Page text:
The Quotable


Full moon tonight. Careful. Close your drapes. Fondle
your silverware. Resist the urge to howl

and rampage. The day, still bright but lonely, fools
no one. I know all

about hunger, about want, about cycles—

so many turns of leaves then snow, mud then green
then flower—but the moon, with its craters and glow,
why does it pull you?

The myths, the lore, the fairytales

(of hairy beasts dressing as grandmas of little girls
in devilish red cloaks) fingertip on true,
hint at what is real.

But here’s what’s real: you’re no wolf. Moonlight
on lichen, it varies. Shadows slink on trunks
behind you as you make your way towards me
to meet in secret.

My secrets? Scenes alive only in daytime:
my waking laugh at 8AM, chats at noon
with neighbors over tea, tooth-picked olives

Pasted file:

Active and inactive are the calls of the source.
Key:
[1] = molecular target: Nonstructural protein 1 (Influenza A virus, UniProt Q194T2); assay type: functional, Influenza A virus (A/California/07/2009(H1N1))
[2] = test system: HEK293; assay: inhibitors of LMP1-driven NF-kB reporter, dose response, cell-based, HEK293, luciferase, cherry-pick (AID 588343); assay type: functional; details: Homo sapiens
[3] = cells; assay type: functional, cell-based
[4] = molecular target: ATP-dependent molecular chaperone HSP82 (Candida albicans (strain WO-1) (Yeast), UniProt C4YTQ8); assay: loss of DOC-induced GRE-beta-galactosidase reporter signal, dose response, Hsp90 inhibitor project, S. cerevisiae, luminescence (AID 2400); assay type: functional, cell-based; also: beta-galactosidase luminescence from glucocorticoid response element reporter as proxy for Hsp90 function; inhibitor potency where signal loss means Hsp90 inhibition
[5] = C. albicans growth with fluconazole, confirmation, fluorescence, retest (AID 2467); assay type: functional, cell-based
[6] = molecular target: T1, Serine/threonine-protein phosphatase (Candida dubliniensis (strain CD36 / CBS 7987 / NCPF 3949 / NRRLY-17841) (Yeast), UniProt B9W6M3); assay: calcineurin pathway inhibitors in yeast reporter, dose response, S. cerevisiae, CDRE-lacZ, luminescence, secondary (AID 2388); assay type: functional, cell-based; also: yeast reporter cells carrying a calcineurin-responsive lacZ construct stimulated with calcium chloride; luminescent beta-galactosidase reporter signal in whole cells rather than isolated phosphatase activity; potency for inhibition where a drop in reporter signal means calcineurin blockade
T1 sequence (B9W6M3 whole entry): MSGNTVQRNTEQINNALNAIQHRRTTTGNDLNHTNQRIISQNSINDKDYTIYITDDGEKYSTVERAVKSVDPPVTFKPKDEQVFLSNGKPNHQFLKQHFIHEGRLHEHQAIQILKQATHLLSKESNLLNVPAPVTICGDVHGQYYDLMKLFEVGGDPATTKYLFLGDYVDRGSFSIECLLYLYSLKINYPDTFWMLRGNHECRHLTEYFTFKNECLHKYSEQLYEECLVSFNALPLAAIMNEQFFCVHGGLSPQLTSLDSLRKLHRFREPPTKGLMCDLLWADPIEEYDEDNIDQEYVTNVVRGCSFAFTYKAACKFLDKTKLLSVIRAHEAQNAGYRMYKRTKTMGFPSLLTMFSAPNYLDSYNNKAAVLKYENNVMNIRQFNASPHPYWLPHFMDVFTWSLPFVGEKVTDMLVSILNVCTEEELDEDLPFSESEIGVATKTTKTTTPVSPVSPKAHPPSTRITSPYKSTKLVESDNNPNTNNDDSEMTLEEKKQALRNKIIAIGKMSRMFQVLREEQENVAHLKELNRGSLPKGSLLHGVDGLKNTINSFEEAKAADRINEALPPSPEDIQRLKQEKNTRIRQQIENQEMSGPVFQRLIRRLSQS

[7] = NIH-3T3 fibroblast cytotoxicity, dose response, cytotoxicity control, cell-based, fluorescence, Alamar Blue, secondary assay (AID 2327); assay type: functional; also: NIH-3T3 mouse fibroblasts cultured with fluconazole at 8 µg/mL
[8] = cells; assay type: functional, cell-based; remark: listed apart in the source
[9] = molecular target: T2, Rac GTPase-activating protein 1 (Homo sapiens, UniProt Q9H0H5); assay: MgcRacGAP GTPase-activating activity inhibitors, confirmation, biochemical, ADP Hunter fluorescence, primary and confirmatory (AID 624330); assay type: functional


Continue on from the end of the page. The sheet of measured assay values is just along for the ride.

stolen from grocers,

swooped hairstyles, and rain setting the stage
for late-day sun. All this you miss, these fully lighted
affairs. All that’s open, public, known
before any hint of moon. 


Michelle Menting has published poetry and nonfiction in Crab Creek Review, The MacGuffin, Bellingham Review, and Superstition Review, among other journals. She is the author of The Myth of Solitude (Imaginary Friend Press).

Subscribe or Buy

Like this piece?

Support the artist!

Share This

The Quotable 9 Night and Day